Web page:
Would you recommend anyone go into academia right now?

(26 Posts)
McDougal Sun 11-Feb-18 22:03:32

I'm considering doing my PhD with the eventual aim of lecturing. I'm a mature student, returning to education after 14 years in admin (predominantly NHS).

Initially my degree was geared towards becoming a secondary English teacher; however getting some practical experience of this has put paid to that idea. I loved the teaching side but also loved my subject too much to be restricted to the NC.

I have a 5 year old DD and, while I have loved being around more for her, I'm ready to think about a career as opposed to just a job.

Is there anyone who would still recommend academia despite the shitstorm that is forcing an awful lot of university staff to strike?

OP’s posts: |
user369060 Mon 12-Feb-18 07:44:22

Leaving aside whether I would recommend academia, bear in mind that the vast majority of PhDs don't actually find academic jobs - and those who get permanent jobs typically spend a few years on short term contracts, moving from institution to institution. It is unrealistic to do a PhD expecting to become an academic.

Backenette Mon 12-Feb-18 07:47:32

t is unrealistic to do a PhD expecting to become an academic.

This. No I wouldn't unless you have a clear idea of what that PhD is going to open up for you. I went Into industry after my first post because the thought of constantly battling for funds to run a lab, constantly moving, the low wages, the sheer instability of it, wasn’t appealing. I enjoyed my PhD and it’s certainly not hindered my career but it’s inportant to realise that only a tiny fraction of PhD holders end up as actual academics. And of those who do only a minority have secure tenured posts.

user1494149444 Mon 12-Feb-18 10:43:43

I suspect the answer to your question from most posters will range from "no" to "no, never, run for the hills".
The situation isn't changing anytime soon, I think. The only way in which lecturer recruitment will be boosted is if the gov invests in HE and if there is a purging of the administrative class and regulations which are behind most of the recruitment over the last ten years.
In other words, if common sense prevails. So no chance.
A humanities PhD isn't a good career move in general. Many universities are pushing students to do them to keep the system going, but they aren't honest about the chances of getting a permanent academic job afterwards.
Also bear in mind most research time is getting cut in permanent academic jobs in favour of teaching and admin, so it isn't family friendly. Hence why research takes place in evenings, weekends and August.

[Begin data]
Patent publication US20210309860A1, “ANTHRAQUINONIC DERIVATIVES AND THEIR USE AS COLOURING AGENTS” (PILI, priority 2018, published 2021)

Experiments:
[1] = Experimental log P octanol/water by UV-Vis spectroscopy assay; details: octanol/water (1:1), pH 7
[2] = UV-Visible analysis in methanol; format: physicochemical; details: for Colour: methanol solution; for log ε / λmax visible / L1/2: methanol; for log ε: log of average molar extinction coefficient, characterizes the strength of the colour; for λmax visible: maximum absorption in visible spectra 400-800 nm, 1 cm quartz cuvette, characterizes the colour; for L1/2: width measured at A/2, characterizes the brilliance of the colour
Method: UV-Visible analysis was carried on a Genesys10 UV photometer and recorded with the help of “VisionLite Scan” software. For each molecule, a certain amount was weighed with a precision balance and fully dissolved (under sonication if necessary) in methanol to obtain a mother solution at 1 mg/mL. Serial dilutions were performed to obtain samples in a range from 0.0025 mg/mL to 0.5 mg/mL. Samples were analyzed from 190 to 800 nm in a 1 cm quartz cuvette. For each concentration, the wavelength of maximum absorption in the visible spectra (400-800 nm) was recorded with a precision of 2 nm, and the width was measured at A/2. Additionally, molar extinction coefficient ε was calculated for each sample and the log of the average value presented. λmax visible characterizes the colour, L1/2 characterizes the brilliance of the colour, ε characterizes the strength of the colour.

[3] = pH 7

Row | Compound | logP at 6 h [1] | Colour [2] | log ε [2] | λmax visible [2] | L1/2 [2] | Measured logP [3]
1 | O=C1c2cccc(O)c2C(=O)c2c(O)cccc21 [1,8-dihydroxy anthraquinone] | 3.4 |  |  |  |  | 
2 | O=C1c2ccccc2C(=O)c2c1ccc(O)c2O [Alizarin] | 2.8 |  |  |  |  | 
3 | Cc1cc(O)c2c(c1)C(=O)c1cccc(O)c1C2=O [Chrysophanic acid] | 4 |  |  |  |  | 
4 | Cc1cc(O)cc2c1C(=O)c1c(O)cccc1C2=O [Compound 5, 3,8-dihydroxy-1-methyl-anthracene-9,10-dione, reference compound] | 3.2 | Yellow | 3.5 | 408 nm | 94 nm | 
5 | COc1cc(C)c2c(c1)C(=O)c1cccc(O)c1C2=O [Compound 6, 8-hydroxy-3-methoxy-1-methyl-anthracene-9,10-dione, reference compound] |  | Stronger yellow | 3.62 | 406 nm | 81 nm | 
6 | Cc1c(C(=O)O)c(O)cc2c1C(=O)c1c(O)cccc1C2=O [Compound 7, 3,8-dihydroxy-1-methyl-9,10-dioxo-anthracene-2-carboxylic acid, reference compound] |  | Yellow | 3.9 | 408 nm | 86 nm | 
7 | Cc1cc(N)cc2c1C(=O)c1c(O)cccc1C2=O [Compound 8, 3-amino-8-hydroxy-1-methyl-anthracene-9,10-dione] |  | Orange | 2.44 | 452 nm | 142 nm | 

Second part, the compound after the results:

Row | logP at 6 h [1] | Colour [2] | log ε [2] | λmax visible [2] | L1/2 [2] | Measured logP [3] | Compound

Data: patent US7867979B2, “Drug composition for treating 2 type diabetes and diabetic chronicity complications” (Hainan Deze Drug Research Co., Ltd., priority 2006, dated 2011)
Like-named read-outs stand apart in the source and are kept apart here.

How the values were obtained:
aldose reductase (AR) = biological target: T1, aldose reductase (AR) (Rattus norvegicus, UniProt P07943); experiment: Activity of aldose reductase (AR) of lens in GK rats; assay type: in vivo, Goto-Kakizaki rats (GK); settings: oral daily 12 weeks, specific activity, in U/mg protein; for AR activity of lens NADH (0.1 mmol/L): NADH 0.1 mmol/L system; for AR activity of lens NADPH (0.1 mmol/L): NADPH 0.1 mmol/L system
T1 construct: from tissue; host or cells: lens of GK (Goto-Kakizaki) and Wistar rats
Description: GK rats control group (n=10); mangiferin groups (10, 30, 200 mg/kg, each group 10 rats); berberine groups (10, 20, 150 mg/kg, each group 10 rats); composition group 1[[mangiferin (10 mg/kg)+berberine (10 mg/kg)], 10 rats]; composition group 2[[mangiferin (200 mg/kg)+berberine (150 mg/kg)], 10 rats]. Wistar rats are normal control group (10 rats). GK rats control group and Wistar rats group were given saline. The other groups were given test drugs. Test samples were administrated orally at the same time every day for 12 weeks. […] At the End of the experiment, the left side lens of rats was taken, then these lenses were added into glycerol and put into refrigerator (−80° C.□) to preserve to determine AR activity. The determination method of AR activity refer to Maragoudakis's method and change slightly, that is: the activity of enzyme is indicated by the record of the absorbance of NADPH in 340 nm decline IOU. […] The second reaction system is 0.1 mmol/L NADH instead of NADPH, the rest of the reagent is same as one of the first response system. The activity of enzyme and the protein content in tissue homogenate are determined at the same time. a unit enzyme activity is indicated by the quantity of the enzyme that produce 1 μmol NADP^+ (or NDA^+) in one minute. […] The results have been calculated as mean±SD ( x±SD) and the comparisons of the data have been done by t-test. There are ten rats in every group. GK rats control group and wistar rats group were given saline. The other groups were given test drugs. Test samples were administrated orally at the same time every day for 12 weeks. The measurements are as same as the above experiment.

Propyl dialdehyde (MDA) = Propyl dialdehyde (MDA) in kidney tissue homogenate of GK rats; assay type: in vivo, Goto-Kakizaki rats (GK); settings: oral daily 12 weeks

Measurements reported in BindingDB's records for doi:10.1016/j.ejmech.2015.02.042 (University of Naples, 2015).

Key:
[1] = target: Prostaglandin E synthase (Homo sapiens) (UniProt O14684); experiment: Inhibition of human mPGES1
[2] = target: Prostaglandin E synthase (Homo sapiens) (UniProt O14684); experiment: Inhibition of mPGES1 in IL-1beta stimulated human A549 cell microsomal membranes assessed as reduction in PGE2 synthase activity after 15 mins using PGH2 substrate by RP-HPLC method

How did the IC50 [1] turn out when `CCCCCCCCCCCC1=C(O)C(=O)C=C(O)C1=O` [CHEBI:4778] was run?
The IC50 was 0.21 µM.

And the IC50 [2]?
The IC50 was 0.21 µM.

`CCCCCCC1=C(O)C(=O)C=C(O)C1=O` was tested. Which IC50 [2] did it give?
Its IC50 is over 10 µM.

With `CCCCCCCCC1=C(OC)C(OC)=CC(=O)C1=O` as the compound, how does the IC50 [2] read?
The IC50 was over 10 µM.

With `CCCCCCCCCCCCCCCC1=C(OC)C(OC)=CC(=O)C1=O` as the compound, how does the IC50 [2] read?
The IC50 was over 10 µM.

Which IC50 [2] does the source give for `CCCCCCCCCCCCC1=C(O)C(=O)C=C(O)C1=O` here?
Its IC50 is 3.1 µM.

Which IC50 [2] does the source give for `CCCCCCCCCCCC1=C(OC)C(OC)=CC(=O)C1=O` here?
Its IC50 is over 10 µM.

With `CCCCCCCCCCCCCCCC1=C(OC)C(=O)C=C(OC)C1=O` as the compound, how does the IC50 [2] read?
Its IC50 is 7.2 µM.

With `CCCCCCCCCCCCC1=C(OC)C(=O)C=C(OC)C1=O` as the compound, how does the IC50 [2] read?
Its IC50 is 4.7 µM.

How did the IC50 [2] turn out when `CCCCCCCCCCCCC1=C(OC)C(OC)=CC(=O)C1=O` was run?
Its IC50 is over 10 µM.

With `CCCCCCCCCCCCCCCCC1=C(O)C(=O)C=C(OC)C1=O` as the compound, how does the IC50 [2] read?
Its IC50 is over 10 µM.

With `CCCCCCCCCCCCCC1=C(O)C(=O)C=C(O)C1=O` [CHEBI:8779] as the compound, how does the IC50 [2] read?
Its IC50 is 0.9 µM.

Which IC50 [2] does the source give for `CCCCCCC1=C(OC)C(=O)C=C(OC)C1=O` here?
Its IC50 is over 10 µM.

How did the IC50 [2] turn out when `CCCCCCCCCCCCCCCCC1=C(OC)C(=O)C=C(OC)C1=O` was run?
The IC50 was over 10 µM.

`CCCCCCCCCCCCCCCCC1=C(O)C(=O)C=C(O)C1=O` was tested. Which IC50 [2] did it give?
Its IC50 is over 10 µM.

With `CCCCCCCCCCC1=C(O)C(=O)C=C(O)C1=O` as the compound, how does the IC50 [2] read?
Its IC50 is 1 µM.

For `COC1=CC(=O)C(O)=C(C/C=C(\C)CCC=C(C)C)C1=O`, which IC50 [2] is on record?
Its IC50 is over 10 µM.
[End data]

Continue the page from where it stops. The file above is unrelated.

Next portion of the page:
Namelesswonder Mon 12-Feb-18 10:48:56

No. I’ve just finished a PhD (in a health related topic) and am really struggling to find work. So far I have had a 12 week contract and two 9 month contracts - all at different places. A lot of my peers have ended up working as researchers for charities - great work but v v poorly paid. Don’t know anyone who graduated recently with a permanent lectureship.

Namelesswonder Mon 12-Feb-18 10:50:30

Sorry forgot to add most contracts are also part time. Currently struggling on a 9 month contract on 3 days a week. The future is bleak!

McDougal Mon 12-Feb-18 11:44:53

Thank you for your responses. You've all definitely given me something to think about.

I think I need to speak to get some careers advice and find out what my options would be.

It makes sad reading but I suppose all education seems to be going the same way.

OP’s posts: |
Deianira Tue 13-Feb-18 12:10:38

No. I love my subject and I love academia (in theory), but I mostly hate my job at the moment. And I can't see it getting better, assuming that I find the next job after this temporary one!

McDougal Tue 13-Feb-18 15:37:07

Can I just ask what it is that makes the job so rubbish? I'm obviously very naive about the realities of academia!

I also can't shake the idea of doing my PhD and taking it from there. I don't know whether that is me wanting to stay in the student bubble though grin

OP’s posts: |
MrsJoshDun Tue 13-Feb-18 15:41:25

I'm a permanent lecturer. No phd, not even a masters. I love it.

user1494149444 Tue 13-Feb-18 15:44:48

Maybe I'm surrounded by cynics, but IME most people dislike their jobs in most industries.
The people I know who enjoy academia are all workaholics, that is they find working relaxing. They may get annoyed by the admin and constant changes, but they take it in their stride overall.
Michael Edwards had a good blog post on why he is leaving UK HE.
The student bubble is nice but it is time-bound, you can't stay a student forever and an academic job is a job like any other, with responsibilities, difficult colleagues, drudgery etc.
The secret to good work life balance is well paid part-time work IME. I left academia and now earn more than many FT academics and only work a couple of days a week. The rest of the time I spend reading and writing about the things that interest me, i.e. being a student. The only regret I had about leaving was to do with pensions but it looks like they are going to get shredded anyhow.
That's why the netherlands tops the happiness charts.

McDougal Tue 13-Feb-18 16:14:20

I suppose a lot of it depends on which area you work in but I agree that there are a lot of unhappy people in a lot of different roles.

User, part time well paid is definitely the dream but I need something that pays in general first before working my way up to a position where that would be a possibility! I honestly don't want to stay in the student bubble and it still feels quite alien to not be paying my way as I was previously used to.

How did you manage that, Mrs? Genuinely curious!

OP’s posts: |
Abitstatty Tue 13-Feb-18 16:17:13

The people who have it better are those who could do other things so have exit options. If you can move between academia and practice in health/policy roles, it might be fine - otherwise, no. The job itself is not that bad but morale is low and it's contagious.

McDougal Tue 13-Feb-18 16:20:47

Yes, that makes sense, Abits. Any situation seems better when you know you have an escape option.

I suppose the area I'd like to go into would have other options but I really need to do some research about whether these warrant going for a PhD in the first place.

OP’s posts: |
MrsJoshDun Tue 13-Feb-18 16:27:53

No idea. Just saw a job advertised for which I didn't meet the essential criteria. Got an interview and got the job.

McDougal Tue 13-Feb-18 16:38:21

Had you done anything similar previously, Mrs?

It seems like there's quite a few people that go into academia from industry and vice versa. I could kick myself for staying in admin for so long sad

OP’s posts: |
MrsJoshDun Tue 13-Feb-18 16:42:34

Been in industry and heavily involved in training junior staff.

user1494149444 Tue 13-Feb-18 17:18:18